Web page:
Since hitting it big as a member of Arcade Fire, Owen Pallett has rivaled Andrew Bird as indie rock's leading violinist. Pallett's solo works, which he performed as Final Fantasy until ditching that moniker for his real name this year, hardly sound like your typical chamber music.

Since hitting it big as a member of Arcade Fire, Owen Pallett has rivaled Andrew Bird as indie rock's leading violinist. Pallett's solo works, which he performed as Final Fantasy until ditching that moniker for his real name this year, hardly sound like your typical chamber music.

"Heartland," Pallett's latest, is a prim and proper pop record built with soft, warm keyboard and organ sounds as much as his ever-present violin. At times, as on exultant single "Lewis Takes Off His Shirt," the album feels more like a dream world take on synth-powered New Wave. "The Great Elsewhere" tosses Warp Records-style glitches into the mix.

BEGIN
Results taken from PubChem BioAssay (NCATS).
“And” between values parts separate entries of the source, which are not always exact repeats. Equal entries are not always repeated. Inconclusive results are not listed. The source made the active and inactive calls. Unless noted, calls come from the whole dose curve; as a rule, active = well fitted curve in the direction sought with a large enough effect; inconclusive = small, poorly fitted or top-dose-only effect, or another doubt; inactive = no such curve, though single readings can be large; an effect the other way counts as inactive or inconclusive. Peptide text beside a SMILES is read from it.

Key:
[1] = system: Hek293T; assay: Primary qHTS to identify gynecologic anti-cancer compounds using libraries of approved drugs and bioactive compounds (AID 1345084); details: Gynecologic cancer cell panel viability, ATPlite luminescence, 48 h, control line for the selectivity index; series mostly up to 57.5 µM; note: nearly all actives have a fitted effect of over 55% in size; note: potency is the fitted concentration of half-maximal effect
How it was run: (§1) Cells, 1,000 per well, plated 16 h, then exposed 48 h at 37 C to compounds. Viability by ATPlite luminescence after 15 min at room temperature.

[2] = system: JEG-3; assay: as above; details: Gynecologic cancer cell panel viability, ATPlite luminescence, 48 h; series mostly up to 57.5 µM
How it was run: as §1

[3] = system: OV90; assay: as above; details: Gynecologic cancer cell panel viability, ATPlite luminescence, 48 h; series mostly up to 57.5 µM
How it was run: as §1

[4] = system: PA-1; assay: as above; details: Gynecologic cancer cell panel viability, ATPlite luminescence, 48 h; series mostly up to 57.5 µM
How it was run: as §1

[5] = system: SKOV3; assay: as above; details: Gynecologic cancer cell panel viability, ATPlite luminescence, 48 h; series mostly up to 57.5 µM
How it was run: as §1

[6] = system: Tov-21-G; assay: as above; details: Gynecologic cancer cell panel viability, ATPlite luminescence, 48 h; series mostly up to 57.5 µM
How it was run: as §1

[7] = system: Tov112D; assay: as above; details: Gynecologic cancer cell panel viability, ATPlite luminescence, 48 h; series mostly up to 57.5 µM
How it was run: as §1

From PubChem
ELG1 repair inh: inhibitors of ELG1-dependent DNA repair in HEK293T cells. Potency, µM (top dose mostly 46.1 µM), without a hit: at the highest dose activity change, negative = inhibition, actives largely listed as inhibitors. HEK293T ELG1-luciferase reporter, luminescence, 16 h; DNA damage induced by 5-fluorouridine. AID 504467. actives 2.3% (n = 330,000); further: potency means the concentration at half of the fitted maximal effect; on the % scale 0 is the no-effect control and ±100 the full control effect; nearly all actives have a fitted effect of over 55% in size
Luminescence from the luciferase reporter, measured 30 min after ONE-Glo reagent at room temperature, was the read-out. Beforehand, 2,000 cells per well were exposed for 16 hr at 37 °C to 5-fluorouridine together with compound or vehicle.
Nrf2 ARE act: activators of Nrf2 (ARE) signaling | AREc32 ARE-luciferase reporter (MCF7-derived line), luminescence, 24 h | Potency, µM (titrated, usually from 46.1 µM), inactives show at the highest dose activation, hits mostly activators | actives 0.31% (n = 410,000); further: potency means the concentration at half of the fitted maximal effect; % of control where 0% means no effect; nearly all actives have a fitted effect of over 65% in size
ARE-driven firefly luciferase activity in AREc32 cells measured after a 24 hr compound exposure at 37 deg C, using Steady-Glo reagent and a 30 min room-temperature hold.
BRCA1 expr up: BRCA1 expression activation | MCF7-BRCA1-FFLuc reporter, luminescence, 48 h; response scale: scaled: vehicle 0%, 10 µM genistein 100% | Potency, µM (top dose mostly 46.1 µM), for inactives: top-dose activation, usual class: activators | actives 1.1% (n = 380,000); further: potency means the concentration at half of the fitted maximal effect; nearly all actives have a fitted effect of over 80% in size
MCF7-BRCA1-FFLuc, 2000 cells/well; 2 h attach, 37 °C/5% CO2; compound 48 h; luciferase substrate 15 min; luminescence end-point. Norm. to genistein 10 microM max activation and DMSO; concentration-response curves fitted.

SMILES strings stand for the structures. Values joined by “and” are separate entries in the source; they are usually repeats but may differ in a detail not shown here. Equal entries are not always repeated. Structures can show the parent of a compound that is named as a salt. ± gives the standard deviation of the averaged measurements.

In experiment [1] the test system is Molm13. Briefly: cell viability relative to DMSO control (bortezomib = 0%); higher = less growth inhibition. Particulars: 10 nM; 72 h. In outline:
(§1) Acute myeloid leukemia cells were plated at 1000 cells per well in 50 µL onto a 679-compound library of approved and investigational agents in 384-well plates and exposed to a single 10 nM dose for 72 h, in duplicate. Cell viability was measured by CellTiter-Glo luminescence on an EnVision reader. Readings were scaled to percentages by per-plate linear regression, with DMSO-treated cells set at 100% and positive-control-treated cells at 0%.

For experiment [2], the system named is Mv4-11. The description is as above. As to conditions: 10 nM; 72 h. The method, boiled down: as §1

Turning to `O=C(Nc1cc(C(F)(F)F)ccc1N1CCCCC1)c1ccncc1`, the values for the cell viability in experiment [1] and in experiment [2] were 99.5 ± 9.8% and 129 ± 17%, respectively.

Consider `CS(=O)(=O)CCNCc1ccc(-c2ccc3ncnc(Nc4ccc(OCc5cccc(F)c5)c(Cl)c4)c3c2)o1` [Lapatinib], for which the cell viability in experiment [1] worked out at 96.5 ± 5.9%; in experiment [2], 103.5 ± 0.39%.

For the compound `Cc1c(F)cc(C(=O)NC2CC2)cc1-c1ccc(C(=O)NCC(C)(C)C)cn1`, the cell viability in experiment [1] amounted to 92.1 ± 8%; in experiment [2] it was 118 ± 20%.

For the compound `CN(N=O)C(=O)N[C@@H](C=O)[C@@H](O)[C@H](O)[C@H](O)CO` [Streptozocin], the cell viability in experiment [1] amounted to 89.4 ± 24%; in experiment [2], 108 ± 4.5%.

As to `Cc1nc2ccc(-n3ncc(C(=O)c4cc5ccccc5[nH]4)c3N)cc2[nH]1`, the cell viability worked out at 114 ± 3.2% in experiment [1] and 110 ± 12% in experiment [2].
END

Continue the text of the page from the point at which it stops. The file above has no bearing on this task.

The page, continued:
Pallett doesn't ignore his signature instrument, though, giving it a workout within the first song and rarely relenting afterward. Whack-a-mole string plucks come fast and furious in "Midnight Directives" as another violin track plays the sort of lead line that brings emotional payoff to all the tension-building textures.

On stage, Pallett goes solo, building layers of violin one by one with a loop pedal. It's supposed to be magical.